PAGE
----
[0014] The data transmission and reception information, in the FLP signals, provide the communication mode of hub 30 based on the IEEE standard mentioned above. However, IEEE 802.3 section 28.2.3.1 requires that, “When selecting the highest common denominator through the Parallel Detection function, only the half-duplex mode corresponding to the selected PMA (Physical Medium Attachment) may automatically be detected.” In other words, when the auto-negotiation protocol executes, based on IEEE standard 802.3 section 28.2.3.1, Ethernet interface card 50 a automatically determines hub 30 is operating in half-duplex mode. Thus, the IEEE standard 802.3 section 28.2.3.1 cannot determine if hub 30 is operating in full-duplex mode or half-duplex mode. Due to this duplex-mode ambiguity, Ethernet interface card 50 a is configured to operate in half-duplex mode while hub 30 may be operating in full-duplex mode. Manual reconfiguration would be needed to place Ethernet interface card 50 a in full-duplex mode to match the full-duplex mode of hub 30.

[0015] The duplex mode of hub 30 may be determined by placing Ethernet interface card 50 a in full-duplex mode during the execution of the auto-negotiation protocol. Once in full-duplex mode, transmissions between hub 30 and Ethernet interface card 50 a may be evaluated to determine the actual duplex mode of hub 30. Once determined, Ethernet interface card 50 a may either remain in full-duplex mode or be automatically reconfigured to half-duplex mode, to match the communication mode of hub 30.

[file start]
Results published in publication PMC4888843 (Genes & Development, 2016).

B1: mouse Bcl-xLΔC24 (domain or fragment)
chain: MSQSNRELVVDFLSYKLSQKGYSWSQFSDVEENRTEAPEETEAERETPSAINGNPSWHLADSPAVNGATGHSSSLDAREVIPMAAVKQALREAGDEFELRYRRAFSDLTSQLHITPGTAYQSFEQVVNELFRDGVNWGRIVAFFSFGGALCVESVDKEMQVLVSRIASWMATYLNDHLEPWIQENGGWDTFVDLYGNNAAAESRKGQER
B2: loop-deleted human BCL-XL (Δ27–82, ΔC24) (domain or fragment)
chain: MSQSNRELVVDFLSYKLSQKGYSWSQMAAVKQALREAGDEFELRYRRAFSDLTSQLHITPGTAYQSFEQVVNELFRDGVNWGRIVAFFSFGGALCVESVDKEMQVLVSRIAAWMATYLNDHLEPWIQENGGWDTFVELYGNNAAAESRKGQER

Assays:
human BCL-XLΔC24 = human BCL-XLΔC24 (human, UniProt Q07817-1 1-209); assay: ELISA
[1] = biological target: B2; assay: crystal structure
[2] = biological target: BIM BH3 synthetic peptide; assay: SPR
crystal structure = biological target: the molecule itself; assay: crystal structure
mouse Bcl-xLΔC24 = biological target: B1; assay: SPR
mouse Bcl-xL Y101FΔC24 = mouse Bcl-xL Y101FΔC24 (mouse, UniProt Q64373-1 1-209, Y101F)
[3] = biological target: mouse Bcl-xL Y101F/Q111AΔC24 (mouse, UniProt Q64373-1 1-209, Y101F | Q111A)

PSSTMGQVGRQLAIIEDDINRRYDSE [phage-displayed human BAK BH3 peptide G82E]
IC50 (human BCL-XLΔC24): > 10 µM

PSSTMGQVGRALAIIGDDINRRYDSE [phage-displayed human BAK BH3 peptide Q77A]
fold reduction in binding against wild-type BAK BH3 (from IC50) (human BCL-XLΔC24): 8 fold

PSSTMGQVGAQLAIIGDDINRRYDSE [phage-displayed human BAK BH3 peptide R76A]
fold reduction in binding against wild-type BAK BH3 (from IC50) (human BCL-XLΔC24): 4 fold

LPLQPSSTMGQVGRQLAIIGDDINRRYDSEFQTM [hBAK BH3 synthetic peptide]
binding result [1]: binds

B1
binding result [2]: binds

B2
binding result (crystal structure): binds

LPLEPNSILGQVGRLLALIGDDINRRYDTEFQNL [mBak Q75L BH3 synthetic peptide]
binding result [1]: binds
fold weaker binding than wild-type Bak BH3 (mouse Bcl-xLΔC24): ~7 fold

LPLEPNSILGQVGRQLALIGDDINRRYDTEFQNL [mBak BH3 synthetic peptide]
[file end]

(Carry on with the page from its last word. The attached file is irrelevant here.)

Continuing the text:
[0016] FLP signals include information to provide the speed at which hub 30 is transmitting data. For example after connecting to hub 30, Ethernet interface card 50 a receives FLP signals from hub 30 providing the data transmitting speed of hub 30. By executing the auto-negotiation protocol, Ethernet interface card 50 a determines and configures itself to match, as closely as possible, the transmitting speed of hub 30.

[0017] Data may be transmitted over Ethernet network 10 at various speeds. Typical Ethernet network transmission rates are 10 million bits per second (Mbps) and 100 Mbps, based on the IEEE 802.3 standard mentioned above. Thus, when executed, the auto-negotiation protocol will determine at which transmission speed hub 30 is operating, based on this IEEE standard. However, as mentioned above, the duplex-mode ambiguity of hub 30 remains.

[0018] Referring to FIG. 2, in conjunction with the hardware shown in FIG. 1, a series of operations performed by an auto-negotiation protocol (100) are shown. In general, auto-negotiation protocol (100) receives signals (110) from hub 30, via Ethernet interface card 50 a. Auto-negotiation protocol (100) determines if the signals are FLP signals, transmitted by hub 30 at an idle time (120). Once it is determined that the signals are FLP signals, transmitted at an idle time, auto-negotiation protocol (100) configures Ethernet interface card 50 a to match the data transmitting speed of hub 30 and configures the Ethernet interface card 50 a for half-duplex mode (130) operation. For example, if hub 30 transmits FLP signals, to signify a data transmitting speed of 100 Mbps, the FLP signals are received (110) and are sensed (120) by auto-negotiation protocol (100). After receiving the FLP signals, auto-negotiation protocol (100) configures Ethernet interface card 50 a to transmit signals at 100 Mbps in half-duplex mode (130) over Ethernet network 10.